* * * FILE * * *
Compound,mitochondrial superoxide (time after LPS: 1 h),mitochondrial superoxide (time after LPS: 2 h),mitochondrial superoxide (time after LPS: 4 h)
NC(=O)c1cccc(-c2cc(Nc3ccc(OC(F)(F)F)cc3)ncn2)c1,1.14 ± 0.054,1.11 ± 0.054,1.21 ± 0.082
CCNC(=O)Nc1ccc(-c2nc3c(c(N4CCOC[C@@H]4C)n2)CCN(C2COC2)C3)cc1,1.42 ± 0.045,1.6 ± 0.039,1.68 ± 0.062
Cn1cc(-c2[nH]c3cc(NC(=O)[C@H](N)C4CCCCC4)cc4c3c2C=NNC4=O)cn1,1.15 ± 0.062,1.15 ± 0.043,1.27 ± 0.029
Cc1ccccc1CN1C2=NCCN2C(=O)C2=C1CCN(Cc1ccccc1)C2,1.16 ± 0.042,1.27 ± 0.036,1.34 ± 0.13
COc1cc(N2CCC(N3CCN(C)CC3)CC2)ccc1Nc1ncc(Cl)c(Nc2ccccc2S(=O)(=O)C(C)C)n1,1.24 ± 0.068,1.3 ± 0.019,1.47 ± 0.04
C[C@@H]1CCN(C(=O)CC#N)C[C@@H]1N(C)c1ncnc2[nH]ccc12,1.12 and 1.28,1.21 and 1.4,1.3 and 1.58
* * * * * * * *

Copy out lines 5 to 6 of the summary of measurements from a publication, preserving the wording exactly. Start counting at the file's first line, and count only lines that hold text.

Cc1ccccc1CN1C2=NCCN2C(=O)C2=C1CCN(Cc1ccccc1)C2,1.16 ± 0.042,1.27 ± 0.036,1.34 ± 0.13
COc1cc(N2CCC(N3CCN(C)CC3)CC2)ccc1Nc1ncc(Cl)c(Nc2ccccc2S(=O)(=O)C(C)C)n1,1.24 ± 0.068,1.3 ± 0.019,1.47 ± 0.04